Skip to main content Skip to footer site map
Serious Medicine. Extraordinary Care.

First in Nebraska: Surgical Robot Used to Remove Oral Tumor - The Nebraska Medical Center First to Offer Minimally Invasive Option

It's a space-age treatment for a life-threatening condition. For the first time, it's available in Nebraska. Surgeons at The Nebraska Medical Center are now using robotic surgery techniques to remove cancerous tumors from patients' throats.

Medical center surgeons performed the first such case in late August. The patient, Vickie Hebing of Council Bluffs, IA went looking for this specific treatment. "After I was diagnosed, my daughter did a lot of research on the Internet," Hebing recalled. "It sounded a lot better than chemotherapy and radiation, and certainly better than open surgery."

Surgical RobotHebing's primary care doctor discovered the tumor, a squamous cell carcinoma on her right tonsil during a routine check-up. From there, things moved quickly. "I was referred to the med center," Hebing said. "I knew I could have radiation and chemotherapy, but we found out about this robotic surgery. I wanted surgery and when I found out they could do it here, I knew this was the place."

Hebing met with Russell Smith, MD, a head and neck surgical oncologist at The Nebraska Medical Center and associate professor at The University of Nebraska Medical Center. They decided robotic surgery would give Hebing a great option for recovering quickly and beating the cancer.

Robotic surgery for tumors like Hebing's was approved by the FDA earlier this year.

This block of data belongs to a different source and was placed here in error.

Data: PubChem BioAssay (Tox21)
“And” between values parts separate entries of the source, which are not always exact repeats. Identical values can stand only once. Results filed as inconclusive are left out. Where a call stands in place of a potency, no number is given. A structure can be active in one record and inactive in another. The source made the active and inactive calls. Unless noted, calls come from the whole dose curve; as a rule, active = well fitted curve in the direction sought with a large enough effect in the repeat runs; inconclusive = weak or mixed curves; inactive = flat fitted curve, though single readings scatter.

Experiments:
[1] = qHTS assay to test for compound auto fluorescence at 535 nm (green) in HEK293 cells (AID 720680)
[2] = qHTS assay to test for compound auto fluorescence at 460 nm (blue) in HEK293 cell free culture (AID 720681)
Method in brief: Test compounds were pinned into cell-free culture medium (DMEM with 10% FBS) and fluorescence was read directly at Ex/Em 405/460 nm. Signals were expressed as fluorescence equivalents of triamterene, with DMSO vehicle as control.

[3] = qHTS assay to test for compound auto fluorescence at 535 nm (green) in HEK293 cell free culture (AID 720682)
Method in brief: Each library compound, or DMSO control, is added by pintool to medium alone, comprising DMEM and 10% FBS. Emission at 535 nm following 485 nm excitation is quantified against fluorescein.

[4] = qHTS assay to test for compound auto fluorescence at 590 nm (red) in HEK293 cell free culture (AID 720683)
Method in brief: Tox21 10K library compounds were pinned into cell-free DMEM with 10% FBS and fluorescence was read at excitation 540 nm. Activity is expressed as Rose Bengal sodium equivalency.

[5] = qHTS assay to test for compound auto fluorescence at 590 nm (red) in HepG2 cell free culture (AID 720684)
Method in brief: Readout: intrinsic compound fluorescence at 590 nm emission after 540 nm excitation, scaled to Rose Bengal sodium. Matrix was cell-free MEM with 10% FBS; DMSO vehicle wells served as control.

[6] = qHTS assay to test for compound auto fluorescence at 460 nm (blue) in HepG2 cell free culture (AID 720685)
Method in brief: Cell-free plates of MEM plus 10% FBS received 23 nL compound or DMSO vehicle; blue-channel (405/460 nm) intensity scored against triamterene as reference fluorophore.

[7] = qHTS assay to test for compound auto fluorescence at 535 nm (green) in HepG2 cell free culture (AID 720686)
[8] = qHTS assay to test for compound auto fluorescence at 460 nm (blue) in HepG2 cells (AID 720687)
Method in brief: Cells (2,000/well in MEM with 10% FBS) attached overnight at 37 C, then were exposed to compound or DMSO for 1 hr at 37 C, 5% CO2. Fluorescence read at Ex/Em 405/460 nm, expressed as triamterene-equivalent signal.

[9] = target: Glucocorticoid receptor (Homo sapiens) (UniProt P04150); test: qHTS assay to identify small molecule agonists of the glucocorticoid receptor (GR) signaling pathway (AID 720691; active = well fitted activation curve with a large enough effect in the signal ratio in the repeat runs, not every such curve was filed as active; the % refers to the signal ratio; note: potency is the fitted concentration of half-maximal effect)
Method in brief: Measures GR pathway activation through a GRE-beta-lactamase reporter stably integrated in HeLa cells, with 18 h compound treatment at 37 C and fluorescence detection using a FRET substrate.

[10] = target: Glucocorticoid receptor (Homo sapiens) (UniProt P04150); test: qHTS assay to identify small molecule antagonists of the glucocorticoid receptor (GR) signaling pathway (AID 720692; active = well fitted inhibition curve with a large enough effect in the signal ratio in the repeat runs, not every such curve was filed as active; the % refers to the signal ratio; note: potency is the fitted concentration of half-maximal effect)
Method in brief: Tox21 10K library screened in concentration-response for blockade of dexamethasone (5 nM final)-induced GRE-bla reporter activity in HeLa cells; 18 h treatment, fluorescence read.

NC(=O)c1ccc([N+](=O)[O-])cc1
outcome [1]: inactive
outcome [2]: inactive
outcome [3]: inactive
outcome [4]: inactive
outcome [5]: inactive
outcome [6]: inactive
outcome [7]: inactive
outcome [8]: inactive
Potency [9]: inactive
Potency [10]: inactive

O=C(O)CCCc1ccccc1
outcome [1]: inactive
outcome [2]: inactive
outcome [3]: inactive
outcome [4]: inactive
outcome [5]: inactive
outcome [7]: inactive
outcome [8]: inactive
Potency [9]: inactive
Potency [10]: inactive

"Using the robotic approach allowed us to incorporate surgery in a way we could not before," explained Dr. Smith. "Had we seen Vickie before this was available, we would have recommended chemotherapy and radiation as her best primary treatment. And we did give her that treatment option in this case."

An open surgical option exists as well, but it is a much more invasive treatment that could potentially bring with it more complications.
Dr. Russell Smith controls the surgical robot during Vickie Hebing's operation

"In some cases to surgically remove a tumor like Mrs. Hebing's, instead of working through the mouth, we would have had to potentially do a surgery that splits the lip and breaks the jaw bone so that we could get to the tumor to remove it," Dr. Smith said. "That can have a very negative impact on swallowing and speech function."

The robotic surgery has a much quicker recovery, two to three days in the hospital; compared to the open surgery where a patient can spend a week or more in the hospital.

During the operation, Dr. Smith sat at the controls of the DaVinci Surgical Robot system. About five feet to his right, Hebing lay on the operating room table. Two visual ports transmitted the picture from the operating table to the control console, giving Dr. Smith a three-dimensional view of the anatomy of Hebing's throat. The surgeon's hands controlled the two instruments that removed the tumor. A surgical assistant sat next to Hebing during the entire operation providing another set of hands.

"That allows us to have a four-handed surgery inside someone's mouth," said Dr. Smith. "You couldn't do that with traditional techniques."
Assistant surgeon Robert Lindau, MD helps Dr. Smith during Vickie Hebing's surgery

Robotic Surgery 2
Assistant surgeon Robert Lindau, MD helps Dr. Smith during Vickie Hebing’s surgery

Hebing will still require radiation therapy. She expects to begin in the coming weeks.

"Our goal is, having done the surgery, we may be able to eliminate chemotherapy from her treatment and use a lower dose of radiation," Dr. Smith said. "So hopefully, the side effects of those treatments will be lessened."

"I think I was probably a difficult case," Hebing said. "But it went as well as I could have hoped. I think it's a really favorable outlook at this point."